Using the ALMA radio telescope, dimethyl ether was detected in a planet-forming disc. It is the largest molecule ever found in these clumps of gas and dust.
Studying planet formation
Observing what lies within a circumstellar disc is critical to discovering important insights into the formation of planetary systems. This is exactly what happened to a group of researchers from the Leiden Observatory.
Using data collected by the ALMA (Atamaca Large Millimeter/Submillimeter Array) telescope, the team discovered a molecule never before seen inside a disc. It is dimethyl ether, an organic molecule commonly found in star-forming clouds.
Astronomers discovered the largest molecule in the disc of a star
IRS 48 is the name of the young star around which the disk studied by ALMA, also known as Oph-IRS 48, is developing. It is located at a distance of 444 light-years from Earth and is a particularly interesting object to study. In fact, the disk has an asymmetrical cashew-shaped structure called a dust trap.
This particular cluster of millimeter grains could have resulted from the formation of a planet in the disk or due to the presence of a binary companion star. It was recently discovered that this trap contains ice grains that can hide complex molecules. The latter are released when the ice is sublimated by the heat of the star. That’s when they can be discovered. The ALMA data revealed traces of dimethyl ether as well as other complex molecules such as methyl formate.
Alice Booth, researcher, and co-author of a paper published in the journal Astronomy & Astrophysics said this about the discovery: “It’s very interesting to finally find these large molecules in disks. For a while, we thought it was impossible to observe them.”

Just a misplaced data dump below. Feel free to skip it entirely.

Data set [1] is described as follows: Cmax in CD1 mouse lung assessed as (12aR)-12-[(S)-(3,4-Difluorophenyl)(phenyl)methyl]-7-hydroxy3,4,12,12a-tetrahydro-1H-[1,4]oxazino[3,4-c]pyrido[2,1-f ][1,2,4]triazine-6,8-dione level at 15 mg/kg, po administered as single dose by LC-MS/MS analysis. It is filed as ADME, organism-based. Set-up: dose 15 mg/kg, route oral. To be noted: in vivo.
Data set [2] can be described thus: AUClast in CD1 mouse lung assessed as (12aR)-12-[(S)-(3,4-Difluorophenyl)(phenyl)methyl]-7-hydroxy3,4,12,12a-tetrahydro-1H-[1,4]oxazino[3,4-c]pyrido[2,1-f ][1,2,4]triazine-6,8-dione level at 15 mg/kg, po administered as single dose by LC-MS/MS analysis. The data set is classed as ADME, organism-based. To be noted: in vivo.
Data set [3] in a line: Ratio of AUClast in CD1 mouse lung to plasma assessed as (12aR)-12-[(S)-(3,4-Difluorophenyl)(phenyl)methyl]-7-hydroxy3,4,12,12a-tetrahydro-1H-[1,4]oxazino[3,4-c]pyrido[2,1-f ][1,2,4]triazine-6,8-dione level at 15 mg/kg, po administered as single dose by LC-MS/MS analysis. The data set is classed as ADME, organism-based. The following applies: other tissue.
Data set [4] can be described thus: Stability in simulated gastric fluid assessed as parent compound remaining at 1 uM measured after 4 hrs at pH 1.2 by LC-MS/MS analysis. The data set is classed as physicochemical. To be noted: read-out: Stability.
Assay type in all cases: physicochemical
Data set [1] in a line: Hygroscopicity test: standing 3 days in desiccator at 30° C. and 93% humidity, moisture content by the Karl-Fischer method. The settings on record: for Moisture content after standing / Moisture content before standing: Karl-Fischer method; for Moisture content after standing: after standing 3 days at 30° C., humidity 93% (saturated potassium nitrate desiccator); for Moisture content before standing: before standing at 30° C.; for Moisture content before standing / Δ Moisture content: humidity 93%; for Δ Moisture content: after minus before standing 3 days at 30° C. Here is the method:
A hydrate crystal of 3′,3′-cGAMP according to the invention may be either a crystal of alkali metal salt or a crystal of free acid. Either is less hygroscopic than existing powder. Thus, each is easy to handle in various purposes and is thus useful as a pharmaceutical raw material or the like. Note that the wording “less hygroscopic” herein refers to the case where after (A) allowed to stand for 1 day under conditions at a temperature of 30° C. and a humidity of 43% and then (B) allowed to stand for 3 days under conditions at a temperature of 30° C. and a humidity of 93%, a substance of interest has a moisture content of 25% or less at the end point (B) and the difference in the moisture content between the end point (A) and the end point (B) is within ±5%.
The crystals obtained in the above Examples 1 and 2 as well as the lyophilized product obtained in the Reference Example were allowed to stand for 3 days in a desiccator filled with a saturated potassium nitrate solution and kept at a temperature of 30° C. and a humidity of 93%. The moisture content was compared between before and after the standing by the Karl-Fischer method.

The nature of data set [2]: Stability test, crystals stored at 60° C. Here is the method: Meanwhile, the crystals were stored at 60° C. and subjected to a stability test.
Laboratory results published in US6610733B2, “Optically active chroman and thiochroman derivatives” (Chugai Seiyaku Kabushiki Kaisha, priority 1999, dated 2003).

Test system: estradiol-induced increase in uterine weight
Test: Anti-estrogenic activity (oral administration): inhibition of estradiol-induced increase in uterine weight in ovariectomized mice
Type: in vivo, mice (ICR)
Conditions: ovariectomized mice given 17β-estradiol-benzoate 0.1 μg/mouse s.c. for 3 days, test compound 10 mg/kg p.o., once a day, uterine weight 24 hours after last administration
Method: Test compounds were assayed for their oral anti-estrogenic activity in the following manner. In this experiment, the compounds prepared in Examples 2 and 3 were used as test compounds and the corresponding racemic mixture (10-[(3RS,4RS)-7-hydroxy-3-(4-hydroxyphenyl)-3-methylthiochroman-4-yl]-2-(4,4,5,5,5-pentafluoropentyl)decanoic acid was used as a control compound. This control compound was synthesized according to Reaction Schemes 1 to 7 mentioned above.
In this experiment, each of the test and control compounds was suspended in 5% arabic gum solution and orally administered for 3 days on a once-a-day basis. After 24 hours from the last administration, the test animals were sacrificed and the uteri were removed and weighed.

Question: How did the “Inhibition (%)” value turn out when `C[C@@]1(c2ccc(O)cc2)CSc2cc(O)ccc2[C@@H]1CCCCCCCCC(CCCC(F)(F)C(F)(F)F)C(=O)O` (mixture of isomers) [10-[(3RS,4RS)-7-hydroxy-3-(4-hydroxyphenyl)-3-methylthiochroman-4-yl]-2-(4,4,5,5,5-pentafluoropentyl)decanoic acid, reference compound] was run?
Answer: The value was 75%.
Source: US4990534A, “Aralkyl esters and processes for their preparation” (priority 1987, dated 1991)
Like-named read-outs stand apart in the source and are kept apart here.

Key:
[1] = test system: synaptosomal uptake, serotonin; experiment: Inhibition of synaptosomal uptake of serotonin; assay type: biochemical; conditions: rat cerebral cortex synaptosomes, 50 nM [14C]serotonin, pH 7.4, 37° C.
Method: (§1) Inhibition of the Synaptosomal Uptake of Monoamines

Where do these complex molecules around stars come from?
Many complex molecules, like those found in the disk of IRS 48, are believed to be born in star-forming clouds. Inside these icy forges of stars, simple atoms and molecules stick together with grains of dust to form a layer of ice. As a result of chemical reactions, more complex molecules are formed. In the disk, they can unfold as the ice melts, turning into components available to feed the forming planets.
What makes such discoveries significant?
The discovery of one such molecule, dimethyl ether, commonly found in stellar clouds, suggests that other similar molecules are still hidden in ice grains. The importance of their discovery lies in their chemical evolution. They are precursors to prebiotic molecules such as amino acids and sugars. Therefore, they are a key ingredient in the formation of some of the basic building blocks of life.
Future of IRS 48
IRS 48 will also be studied by ESO’s Extremely Large Telescope currently under construction in Chile. This giant telescope will allow us to study the chemistry of the innermost regions of the disk, revealing important information about planet formation.
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• Brunken, N. G. C., Booth, A. S., Leemker, M., Nazari, P., Marel, N. van der, & Dishoeck, E. F. van. (2022, March 8). A major asymmetric ice trap in a planet-forming disk – III. First detection of dimethyl ether. Astronomy & Astrophysics.
• ESO. (n.d.). Astronomers discover largest molecule yet in a planet-forming disc.
• Howell, E. (2022, March 8). Astronomers spot tantalizing large molecule near Star with ‘comet factory’. Space.com.
• Specktor, B. (2022, March 8). Astronomers detect largest organic molecule ever found in a stellar ‘dust trap’. LiveScience.
• Starr, M. (n.d.). Astronomers identify the largest molecule ever found in a planet-forming disk. ScienceAlert.